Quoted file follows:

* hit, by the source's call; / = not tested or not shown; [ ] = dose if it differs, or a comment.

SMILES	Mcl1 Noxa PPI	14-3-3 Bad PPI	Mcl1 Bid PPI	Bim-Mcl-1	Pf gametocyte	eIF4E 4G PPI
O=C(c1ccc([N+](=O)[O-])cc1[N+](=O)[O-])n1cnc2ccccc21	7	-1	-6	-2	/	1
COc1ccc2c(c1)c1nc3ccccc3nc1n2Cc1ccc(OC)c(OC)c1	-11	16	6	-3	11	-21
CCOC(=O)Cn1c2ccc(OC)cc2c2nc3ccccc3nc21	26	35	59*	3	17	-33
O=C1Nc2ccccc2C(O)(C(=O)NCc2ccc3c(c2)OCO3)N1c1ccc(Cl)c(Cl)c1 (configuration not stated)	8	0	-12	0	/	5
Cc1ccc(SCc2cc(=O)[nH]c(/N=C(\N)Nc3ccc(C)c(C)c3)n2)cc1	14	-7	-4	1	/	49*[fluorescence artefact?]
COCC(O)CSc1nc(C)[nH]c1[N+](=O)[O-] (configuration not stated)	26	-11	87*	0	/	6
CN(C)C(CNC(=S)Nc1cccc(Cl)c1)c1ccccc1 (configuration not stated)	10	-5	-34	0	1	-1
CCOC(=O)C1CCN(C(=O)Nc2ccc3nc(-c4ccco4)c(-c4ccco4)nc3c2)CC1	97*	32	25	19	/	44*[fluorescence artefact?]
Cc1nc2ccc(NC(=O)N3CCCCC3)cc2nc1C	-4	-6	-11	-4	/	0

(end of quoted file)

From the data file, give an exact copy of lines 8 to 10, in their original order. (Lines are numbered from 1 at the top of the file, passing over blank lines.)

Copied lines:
COCC(O)CSc1nc(C)[nH]c1[N+](=O)[O-] (configuration not stated)	26	-11	87*	0	/	6
CN(C)C(CNC(=S)Nc1cccc(Cl)c1)c1ccccc1 (configuration not stated)	10	-5	-34	0	1	-1
CCOC(=O)C1CCN(C(=O)Nc2ccc3nc(-c4ccco4)c(-c4ccco4)nc3c2)CC1	97*	32	25	19	/	44*[fluorescence artefact?]